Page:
How do horses process excess protein, and does protein digestion differ in horses of different ages? Does excess protein lead to thyroid problems?
Feed manufacturers provide horse owners with an assortment of products to choose from, most of which are formulated to support a certain life stage or activity. When a horse’s life changes, so too should its diet.
Some horse owners snub first-cutting hay for horses, regardless of whether it is grass or legume. Why, you ask? Reasons abound.
Equine nutrition experts agree that stabilized rice bran is a valuable feed additive for some horses but, like any change in diet, must be added slowly and properly to avoid gastrointestinal problems.
In some horses, metabolism of carbohydrates contributes to severe muscle cramping during exercise. Switching to a diet with a lower percentage of starch and a greater percentage of fat relieves muscle problems in many horses.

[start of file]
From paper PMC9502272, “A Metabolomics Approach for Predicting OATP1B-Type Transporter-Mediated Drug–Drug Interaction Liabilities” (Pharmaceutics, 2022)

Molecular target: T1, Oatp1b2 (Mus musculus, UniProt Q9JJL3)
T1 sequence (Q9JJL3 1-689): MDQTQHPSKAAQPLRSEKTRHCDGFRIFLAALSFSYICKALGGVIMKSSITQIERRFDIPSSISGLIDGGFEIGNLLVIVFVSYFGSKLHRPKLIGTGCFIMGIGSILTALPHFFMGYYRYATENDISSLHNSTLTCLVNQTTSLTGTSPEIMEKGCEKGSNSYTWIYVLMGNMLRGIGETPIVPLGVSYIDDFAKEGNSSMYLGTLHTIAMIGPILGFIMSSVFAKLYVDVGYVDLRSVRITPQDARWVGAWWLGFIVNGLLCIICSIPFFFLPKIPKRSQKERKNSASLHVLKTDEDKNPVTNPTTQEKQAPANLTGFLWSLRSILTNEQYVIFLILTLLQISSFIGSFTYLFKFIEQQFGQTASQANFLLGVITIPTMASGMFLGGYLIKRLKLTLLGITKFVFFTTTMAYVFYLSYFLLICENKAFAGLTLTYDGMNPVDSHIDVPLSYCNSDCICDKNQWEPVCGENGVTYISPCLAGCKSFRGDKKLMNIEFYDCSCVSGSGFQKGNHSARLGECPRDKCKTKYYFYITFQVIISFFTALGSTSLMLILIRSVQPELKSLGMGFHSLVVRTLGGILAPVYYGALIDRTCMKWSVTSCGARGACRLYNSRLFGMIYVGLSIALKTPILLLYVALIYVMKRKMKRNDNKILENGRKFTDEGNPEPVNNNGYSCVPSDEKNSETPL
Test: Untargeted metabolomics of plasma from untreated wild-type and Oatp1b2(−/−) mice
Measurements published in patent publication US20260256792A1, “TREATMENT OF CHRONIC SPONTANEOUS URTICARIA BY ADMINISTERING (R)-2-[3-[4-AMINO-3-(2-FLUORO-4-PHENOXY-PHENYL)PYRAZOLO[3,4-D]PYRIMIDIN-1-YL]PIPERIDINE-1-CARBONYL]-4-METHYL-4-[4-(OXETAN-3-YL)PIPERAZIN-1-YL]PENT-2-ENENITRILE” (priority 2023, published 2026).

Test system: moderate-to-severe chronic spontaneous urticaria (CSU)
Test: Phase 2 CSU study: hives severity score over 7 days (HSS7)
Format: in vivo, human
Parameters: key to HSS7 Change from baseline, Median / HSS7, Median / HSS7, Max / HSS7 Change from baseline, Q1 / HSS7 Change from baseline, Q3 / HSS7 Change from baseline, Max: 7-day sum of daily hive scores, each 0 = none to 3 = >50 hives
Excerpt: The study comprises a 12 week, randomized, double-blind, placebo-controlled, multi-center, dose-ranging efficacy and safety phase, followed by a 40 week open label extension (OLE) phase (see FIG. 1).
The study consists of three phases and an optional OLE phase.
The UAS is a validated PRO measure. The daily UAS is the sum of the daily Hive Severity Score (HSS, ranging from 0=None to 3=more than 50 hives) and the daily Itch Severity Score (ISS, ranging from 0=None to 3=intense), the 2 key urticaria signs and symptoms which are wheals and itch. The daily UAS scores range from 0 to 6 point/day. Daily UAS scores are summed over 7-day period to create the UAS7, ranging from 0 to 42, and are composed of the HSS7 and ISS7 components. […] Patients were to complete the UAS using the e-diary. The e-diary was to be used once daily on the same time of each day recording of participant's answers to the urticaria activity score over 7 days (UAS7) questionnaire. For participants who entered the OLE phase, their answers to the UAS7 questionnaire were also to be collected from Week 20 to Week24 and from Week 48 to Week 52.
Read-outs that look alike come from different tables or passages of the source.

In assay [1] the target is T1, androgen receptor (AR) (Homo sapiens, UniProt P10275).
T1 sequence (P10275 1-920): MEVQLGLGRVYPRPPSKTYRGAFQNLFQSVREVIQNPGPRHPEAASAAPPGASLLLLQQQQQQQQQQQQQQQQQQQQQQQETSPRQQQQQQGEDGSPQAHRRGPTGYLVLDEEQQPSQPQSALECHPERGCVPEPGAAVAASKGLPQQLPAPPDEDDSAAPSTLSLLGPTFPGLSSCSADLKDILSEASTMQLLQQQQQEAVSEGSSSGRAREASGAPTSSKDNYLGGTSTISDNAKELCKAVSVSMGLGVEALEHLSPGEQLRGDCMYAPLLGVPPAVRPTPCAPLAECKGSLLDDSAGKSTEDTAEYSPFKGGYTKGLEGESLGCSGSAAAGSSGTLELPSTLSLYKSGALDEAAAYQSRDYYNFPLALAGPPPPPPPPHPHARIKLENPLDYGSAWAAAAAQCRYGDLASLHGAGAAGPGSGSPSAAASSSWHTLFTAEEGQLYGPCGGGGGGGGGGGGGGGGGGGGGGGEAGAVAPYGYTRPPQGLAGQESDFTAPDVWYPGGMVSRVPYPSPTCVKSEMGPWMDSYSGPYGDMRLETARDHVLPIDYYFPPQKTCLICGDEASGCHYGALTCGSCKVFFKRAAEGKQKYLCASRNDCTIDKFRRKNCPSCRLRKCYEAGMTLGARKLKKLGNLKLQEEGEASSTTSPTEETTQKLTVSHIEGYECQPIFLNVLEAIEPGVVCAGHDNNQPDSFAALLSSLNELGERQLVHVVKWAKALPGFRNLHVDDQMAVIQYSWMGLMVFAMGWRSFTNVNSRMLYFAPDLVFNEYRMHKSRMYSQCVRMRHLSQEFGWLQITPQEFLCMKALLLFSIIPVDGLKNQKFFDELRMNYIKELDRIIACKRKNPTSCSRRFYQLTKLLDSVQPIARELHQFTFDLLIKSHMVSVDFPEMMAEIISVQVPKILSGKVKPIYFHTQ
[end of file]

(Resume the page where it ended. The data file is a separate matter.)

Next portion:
One group of researchers suggested that nebulization of standard injectable formulations of dexamethasone sodium phosphate could serve as an economical, safe, and effective alternative to commercial inhaled corticosteroids for managing equine asthma.
Though the color of hay is not the end-all, be-all method for determining hay quality (that would be forage analysis by a laboratory), color is a useful indicator of nutritive value.
When a horse owner is faced with an unexpected soft-tissue injury, a flurry of questions immediately springs to mind. When do I call the vet? Does the wound really need stitches? What about an antibiotic? Here are some helpful facts to help your horse on his road to recovery.
Horse owners often have trouble identifying fatigue because its multidimensional nature varies with activity, training and physiological status of the individual, and environmental conditions.
Is there an alternative feed or supplement that we can give our obese pony so we don't have to give him grain?
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